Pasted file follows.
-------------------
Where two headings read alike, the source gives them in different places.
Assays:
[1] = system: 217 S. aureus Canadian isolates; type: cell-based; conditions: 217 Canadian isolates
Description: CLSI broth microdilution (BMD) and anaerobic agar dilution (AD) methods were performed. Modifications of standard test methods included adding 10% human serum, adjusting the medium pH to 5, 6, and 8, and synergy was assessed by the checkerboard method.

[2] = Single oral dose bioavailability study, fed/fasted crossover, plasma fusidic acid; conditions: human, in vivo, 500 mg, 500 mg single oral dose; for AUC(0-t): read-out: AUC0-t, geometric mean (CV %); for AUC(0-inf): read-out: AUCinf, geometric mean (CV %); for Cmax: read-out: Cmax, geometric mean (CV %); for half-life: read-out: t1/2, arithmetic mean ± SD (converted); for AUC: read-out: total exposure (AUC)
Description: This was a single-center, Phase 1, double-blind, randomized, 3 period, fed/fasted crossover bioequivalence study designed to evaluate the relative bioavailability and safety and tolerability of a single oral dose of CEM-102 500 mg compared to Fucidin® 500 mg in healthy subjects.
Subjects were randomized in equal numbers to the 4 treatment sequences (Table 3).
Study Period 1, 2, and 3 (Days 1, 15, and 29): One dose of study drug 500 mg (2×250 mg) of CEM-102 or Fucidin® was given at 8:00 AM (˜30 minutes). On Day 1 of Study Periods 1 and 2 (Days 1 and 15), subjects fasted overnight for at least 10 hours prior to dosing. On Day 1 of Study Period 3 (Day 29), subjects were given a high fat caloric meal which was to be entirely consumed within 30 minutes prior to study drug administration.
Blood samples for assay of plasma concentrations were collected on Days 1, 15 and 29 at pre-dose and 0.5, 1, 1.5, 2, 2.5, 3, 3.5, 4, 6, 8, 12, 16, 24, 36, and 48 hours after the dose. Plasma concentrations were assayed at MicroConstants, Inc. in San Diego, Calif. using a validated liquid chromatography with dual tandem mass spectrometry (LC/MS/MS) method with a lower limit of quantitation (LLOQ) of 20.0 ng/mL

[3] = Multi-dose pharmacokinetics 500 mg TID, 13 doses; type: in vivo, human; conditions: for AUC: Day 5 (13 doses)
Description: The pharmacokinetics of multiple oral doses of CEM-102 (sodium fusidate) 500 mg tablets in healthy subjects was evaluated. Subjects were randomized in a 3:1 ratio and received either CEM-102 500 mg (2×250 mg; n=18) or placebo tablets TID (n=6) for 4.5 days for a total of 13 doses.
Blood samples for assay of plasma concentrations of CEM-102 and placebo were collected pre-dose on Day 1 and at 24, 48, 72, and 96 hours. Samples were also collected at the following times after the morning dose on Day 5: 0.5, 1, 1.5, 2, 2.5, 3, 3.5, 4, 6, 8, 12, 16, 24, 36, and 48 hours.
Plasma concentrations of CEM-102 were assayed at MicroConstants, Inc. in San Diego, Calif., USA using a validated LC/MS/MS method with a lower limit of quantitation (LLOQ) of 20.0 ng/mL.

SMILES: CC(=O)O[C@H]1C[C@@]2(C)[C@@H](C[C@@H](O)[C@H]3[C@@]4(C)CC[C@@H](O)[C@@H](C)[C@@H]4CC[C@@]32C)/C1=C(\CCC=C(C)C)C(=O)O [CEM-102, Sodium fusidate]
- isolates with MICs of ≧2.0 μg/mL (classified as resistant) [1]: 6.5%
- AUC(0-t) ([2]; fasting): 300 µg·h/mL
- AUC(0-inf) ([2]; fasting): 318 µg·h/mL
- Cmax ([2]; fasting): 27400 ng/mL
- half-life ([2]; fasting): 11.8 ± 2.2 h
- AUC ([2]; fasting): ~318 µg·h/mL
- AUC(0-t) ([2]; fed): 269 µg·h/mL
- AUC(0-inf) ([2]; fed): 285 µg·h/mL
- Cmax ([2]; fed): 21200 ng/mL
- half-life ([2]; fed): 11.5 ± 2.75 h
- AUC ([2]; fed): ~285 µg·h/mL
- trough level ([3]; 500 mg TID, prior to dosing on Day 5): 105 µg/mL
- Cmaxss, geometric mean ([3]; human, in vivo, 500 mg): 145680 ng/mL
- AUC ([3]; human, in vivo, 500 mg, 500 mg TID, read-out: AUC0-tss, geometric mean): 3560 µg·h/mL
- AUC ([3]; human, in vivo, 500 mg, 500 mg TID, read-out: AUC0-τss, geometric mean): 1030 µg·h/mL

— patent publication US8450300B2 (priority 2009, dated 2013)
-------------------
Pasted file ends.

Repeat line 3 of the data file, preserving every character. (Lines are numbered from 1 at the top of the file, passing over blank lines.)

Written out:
[1] = system: 217 S. aureus Canadian isolates; type: cell-based; conditions: 217 Canadian isolates